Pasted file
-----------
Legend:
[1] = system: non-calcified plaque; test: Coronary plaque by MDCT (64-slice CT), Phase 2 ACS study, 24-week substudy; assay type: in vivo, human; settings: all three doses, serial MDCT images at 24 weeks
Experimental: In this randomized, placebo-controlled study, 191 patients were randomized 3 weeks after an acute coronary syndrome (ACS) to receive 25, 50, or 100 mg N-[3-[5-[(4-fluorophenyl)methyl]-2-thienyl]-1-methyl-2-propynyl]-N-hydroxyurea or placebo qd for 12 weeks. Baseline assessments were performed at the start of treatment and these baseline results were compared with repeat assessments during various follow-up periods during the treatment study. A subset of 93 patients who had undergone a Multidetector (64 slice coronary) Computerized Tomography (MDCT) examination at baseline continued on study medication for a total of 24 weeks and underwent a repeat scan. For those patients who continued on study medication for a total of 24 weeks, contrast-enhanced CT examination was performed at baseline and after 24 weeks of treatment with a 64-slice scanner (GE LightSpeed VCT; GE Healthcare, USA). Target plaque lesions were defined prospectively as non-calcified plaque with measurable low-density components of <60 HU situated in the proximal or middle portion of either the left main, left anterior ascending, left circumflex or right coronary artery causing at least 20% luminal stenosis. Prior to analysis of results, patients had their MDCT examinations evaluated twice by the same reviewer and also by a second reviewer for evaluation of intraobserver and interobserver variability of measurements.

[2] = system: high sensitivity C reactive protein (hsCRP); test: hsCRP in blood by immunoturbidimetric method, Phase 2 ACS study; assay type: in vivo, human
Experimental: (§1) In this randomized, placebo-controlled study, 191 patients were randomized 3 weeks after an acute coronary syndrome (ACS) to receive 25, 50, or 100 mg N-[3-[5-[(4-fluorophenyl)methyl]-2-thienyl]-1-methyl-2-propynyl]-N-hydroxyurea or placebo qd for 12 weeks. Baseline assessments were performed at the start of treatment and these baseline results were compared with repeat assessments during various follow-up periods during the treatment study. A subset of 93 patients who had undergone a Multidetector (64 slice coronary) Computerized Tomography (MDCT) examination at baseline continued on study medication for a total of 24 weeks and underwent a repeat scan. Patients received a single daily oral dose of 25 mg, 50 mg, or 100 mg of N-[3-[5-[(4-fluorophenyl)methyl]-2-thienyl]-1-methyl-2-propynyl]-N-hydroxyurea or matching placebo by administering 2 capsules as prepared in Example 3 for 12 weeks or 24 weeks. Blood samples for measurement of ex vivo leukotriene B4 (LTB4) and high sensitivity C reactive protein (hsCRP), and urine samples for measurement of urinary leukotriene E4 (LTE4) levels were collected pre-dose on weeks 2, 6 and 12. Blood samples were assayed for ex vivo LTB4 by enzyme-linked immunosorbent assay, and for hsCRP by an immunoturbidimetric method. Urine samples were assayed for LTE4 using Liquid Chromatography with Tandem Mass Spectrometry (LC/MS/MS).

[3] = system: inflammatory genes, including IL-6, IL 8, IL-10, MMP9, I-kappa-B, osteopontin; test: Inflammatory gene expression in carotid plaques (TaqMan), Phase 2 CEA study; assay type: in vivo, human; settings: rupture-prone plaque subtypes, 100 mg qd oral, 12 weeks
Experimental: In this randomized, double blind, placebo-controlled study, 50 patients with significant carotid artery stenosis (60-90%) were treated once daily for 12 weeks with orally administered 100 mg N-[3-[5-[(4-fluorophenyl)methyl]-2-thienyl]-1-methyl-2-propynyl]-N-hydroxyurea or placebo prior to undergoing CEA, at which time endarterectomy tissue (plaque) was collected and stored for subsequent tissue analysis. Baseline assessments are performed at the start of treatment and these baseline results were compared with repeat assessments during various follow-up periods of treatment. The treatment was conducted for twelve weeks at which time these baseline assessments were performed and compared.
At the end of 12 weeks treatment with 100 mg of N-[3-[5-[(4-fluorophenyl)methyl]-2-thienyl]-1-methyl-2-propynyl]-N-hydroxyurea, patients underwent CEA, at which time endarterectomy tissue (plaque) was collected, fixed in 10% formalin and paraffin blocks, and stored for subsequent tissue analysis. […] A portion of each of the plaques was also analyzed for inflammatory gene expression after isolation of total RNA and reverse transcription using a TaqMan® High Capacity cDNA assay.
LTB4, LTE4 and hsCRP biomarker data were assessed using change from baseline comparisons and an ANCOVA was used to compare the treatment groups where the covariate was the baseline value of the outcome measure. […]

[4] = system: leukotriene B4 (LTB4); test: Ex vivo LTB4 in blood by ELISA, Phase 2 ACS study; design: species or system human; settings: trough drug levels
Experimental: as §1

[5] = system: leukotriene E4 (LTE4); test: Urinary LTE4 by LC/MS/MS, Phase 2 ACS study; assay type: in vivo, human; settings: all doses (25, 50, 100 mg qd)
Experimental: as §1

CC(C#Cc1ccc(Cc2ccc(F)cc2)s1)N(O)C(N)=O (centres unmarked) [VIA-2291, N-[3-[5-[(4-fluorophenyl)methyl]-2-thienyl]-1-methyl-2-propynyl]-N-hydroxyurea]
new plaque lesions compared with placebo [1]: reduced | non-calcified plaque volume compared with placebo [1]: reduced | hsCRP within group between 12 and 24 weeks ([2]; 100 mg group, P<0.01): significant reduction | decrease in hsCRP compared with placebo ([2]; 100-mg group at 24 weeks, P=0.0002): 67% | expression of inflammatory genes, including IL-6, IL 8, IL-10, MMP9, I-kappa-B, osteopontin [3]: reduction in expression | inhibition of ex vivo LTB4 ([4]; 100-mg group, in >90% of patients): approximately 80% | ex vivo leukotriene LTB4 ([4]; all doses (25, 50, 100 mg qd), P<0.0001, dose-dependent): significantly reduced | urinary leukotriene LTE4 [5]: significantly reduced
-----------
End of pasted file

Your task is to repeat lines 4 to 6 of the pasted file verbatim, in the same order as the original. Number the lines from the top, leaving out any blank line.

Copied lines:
[2] = system: high sensitivity C reactive protein (hsCRP); test: hsCRP in blood by immunoturbidimetric method, Phase 2 ACS study; assay type: in vivo, human
Experimental: (§1) In this randomized, placebo-controlled study, 191 patients were randomized 3 weeks after an acute coronary syndrome (ACS) to receive 25, 50, or 100 mg N-[3-[5-[(4-fluorophenyl)methyl]-2-thienyl]-1-methyl-2-propynyl]-N-hydroxyurea or placebo qd for 12 weeks. Baseline assessments were performed at the start of treatment and these baseline results were compared with repeat assessments during various follow-up periods during the treatment study. A subset of 93 patients who had undergone a Multidetector (64 slice coronary) Computerized Tomography (MDCT) examination at baseline continued on study medication for a total of 24 weeks and underwent a repeat scan. Patients received a single daily oral dose of 25 mg, 50 mg, or 100 mg of N-[3-[5-[(4-fluorophenyl)methyl]-2-thienyl]-1-methyl-2-propynyl]-N-hydroxyurea or matching placebo by administering 2 capsules as prepared in Example 3 for 12 weeks or 24 weeks. Blood samples for measurement of ex vivo leukotriene B4 (LTB4) and high sensitivity C reactive protein (hsCRP), and urine samples for measurement of urinary leukotriene E4 (LTE4) levels were collected pre-dose on weeks 2, 6 and 12. Blood samples were assayed for ex vivo LTB4 by enzyme-linked immunosorbent assay, and for hsCRP by an immunoturbidimetric method. Urine samples were assayed for LTE4 using Liquid Chromatography with Tandem Mass Spectrometry (LC/MS/MS).

[3] = system: inflammatory genes, including IL-6, IL 8, IL-10, MMP9, I-kappa-B, osteopontin; test: Inflammatory gene expression in carotid plaques (TaqMan), Phase 2 CEA study; assay type: in vivo, human; settings: rupture-prone plaque subtypes, 100 mg qd oral, 12 weeks